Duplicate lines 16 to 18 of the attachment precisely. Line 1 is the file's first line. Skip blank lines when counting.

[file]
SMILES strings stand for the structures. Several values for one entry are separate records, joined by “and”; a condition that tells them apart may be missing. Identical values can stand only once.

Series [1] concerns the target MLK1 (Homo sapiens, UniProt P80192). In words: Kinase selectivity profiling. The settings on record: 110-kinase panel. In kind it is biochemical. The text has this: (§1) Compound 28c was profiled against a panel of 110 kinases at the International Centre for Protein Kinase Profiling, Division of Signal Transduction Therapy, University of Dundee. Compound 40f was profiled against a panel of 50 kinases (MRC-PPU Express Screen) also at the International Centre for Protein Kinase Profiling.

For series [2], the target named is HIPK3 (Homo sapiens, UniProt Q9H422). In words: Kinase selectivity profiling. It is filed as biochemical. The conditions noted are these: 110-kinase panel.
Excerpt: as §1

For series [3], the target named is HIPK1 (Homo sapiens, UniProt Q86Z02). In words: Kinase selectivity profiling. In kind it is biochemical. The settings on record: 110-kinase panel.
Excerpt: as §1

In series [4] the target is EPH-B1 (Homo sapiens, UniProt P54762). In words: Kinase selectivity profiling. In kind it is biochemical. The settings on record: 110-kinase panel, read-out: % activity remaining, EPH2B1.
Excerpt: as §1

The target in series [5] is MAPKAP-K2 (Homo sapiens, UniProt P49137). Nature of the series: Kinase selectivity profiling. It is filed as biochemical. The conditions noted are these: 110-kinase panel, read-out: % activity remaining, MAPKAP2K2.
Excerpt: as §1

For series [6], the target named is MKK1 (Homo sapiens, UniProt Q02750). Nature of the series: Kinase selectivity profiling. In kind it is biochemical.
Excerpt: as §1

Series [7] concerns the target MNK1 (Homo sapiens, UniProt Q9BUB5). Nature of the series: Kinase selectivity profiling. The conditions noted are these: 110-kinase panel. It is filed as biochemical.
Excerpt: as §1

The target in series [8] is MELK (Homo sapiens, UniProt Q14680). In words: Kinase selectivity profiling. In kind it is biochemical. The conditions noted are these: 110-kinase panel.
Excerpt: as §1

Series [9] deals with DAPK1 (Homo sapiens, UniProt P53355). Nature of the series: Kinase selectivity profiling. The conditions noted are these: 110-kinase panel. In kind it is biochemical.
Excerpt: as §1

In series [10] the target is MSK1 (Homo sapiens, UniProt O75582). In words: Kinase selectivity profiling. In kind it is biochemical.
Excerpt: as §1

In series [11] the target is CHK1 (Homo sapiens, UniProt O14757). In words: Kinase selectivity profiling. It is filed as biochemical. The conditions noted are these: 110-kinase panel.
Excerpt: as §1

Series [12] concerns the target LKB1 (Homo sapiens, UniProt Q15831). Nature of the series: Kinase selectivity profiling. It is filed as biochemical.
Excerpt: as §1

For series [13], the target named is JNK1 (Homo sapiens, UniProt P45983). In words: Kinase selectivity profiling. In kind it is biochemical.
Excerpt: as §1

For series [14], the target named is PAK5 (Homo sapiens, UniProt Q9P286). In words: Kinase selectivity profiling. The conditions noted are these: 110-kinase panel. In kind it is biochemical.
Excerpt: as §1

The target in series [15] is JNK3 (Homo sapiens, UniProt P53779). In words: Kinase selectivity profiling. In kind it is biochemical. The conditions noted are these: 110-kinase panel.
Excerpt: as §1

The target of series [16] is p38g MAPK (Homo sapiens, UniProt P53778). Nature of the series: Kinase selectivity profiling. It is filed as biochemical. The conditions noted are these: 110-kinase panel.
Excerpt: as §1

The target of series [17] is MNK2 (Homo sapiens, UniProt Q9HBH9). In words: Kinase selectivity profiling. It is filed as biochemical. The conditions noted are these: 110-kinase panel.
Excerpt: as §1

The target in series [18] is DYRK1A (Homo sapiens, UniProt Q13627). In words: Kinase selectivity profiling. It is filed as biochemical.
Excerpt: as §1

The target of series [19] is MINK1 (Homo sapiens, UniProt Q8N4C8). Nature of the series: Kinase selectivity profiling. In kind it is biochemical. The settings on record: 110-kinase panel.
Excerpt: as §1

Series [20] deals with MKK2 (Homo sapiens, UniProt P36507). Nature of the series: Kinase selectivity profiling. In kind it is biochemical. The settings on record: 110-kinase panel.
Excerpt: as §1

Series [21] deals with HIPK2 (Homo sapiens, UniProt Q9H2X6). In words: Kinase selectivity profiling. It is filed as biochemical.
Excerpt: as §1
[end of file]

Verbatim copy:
Excerpt: as §1

Series [9] deals with DAPK1 (Homo sapiens, UniProt P53355). Nature of the series: Kinase selectivity profiling. The conditions noted are these: 110-kinase panel. In kind it is biochemical.
Excerpt: as §1